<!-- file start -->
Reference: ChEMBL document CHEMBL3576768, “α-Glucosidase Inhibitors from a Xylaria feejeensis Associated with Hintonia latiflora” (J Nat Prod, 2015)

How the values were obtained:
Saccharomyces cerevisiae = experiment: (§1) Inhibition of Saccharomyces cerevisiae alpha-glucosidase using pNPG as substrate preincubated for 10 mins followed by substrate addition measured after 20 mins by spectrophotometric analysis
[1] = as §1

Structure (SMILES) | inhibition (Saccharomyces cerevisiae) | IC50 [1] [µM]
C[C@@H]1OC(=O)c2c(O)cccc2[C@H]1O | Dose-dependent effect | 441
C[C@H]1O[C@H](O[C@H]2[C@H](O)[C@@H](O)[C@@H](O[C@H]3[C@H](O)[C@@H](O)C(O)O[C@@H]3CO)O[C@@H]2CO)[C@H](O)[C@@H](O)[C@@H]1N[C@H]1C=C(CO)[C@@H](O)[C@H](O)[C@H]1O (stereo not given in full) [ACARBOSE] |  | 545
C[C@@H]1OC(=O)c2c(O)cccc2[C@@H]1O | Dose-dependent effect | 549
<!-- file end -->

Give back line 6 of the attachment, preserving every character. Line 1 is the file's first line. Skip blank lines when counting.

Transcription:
C[C@@H]1OC(=O)c2c(O)cccc2[C@H]1O | Dose-dependent effect | 441